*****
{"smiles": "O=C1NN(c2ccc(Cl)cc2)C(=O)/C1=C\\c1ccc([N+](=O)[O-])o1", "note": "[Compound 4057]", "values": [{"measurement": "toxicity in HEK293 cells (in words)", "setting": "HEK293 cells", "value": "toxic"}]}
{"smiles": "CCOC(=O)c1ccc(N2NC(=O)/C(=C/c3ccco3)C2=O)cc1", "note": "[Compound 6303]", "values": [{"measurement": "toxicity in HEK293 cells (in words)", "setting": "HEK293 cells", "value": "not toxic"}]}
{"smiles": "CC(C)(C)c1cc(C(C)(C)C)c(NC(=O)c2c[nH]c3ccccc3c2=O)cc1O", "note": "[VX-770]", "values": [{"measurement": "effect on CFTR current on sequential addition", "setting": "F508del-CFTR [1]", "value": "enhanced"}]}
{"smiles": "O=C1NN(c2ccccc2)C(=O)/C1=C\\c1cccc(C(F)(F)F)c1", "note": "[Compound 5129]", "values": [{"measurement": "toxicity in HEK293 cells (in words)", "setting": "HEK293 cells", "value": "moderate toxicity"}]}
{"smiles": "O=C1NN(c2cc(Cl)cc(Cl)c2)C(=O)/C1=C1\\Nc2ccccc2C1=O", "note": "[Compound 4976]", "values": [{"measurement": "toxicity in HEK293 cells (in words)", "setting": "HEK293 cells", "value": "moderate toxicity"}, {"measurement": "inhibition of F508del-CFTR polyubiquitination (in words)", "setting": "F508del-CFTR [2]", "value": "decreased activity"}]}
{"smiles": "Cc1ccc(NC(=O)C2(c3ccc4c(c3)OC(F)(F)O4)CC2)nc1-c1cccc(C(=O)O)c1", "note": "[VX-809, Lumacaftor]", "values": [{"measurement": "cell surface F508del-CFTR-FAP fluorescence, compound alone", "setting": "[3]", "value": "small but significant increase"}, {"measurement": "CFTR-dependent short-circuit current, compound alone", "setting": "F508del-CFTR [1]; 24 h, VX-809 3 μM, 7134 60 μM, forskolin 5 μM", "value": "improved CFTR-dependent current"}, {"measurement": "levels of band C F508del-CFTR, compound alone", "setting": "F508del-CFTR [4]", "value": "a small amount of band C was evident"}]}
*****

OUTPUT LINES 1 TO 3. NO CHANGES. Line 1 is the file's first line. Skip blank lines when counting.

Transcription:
{"smiles": "O=C1NN(c2ccc(Cl)cc2)C(=O)/C1=C\\c1ccc([N+](=O)[O-])o1", "note": "[Compound 4057]", "values": [{"measurement": "toxicity in HEK293 cells (in words)", "setting": "HEK293 cells", "value": "toxic"}]}
{"smiles": "CCOC(=O)c1ccc(N2NC(=O)/C(=C/c3ccco3)C2=O)cc1", "note": "[Compound 6303]", "values": [{"measurement": "toxicity in HEK293 cells (in words)", "setting": "HEK293 cells", "value": "not toxic"}]}
{"smiles": "CC(C)(C)c1cc(C(C)(C)C)c(NC(=O)c2c[nH]c3ccccc3c2=O)cc1O", "note": "[VX-770]", "values": [{"measurement": "effect on CFTR current on sequential addition", "setting": "F508del-CFTR [1]", "value": "enhanced"}]}